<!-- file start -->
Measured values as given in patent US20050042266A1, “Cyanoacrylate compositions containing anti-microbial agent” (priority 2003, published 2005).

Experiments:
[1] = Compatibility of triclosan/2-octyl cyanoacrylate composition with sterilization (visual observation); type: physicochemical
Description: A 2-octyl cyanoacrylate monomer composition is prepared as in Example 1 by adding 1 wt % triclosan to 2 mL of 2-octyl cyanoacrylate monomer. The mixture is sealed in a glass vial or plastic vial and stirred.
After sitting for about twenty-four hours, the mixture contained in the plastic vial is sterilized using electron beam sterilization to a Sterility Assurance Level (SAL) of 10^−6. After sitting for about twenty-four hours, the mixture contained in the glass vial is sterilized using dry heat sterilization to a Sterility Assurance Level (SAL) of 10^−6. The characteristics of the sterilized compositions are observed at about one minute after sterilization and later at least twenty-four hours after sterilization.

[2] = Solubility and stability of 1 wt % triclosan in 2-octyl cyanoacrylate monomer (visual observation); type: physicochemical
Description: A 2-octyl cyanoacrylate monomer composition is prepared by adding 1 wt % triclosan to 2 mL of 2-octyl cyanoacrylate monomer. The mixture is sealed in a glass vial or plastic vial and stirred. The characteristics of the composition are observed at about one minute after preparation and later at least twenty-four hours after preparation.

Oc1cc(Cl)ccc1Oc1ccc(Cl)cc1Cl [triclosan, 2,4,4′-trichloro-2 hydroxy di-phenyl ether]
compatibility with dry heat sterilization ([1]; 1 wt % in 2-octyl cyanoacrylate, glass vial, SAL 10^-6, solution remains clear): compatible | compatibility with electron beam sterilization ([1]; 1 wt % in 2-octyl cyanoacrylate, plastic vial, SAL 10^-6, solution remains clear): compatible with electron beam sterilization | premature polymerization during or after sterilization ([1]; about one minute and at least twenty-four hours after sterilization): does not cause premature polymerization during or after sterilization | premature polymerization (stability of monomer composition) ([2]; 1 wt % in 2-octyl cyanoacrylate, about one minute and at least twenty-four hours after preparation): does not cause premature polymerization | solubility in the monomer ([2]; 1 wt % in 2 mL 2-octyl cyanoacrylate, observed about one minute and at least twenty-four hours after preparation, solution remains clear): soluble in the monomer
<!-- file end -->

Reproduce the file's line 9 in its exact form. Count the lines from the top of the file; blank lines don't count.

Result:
compatibility with dry heat sterilization ([1]; 1 wt % in 2-octyl cyanoacrylate, glass vial, SAL 10^-6, solution remains clear): compatible | compatibility with electron beam sterilization ([1]; 1 wt % in 2-octyl cyanoacrylate, plastic vial, SAL 10^-6, solution remains clear): compatible with electron beam sterilization | premature polymerization during or after sterilization ([1]; about one minute and at least twenty-four hours after sterilization): does not cause premature polymerization during or after sterilization | premature polymerization (stability of monomer composition) ([2]; 1 wt % in 2-octyl cyanoacrylate, about one minute and at least twenty-four hours after preparation): does not cause premature polymerization | solubility in the monomer ([2]; 1 wt % in 2 mL 2-octyl cyanoacrylate, observed about one minute and at least twenty-four hours after preparation, solution remains clear): soluble in the monomer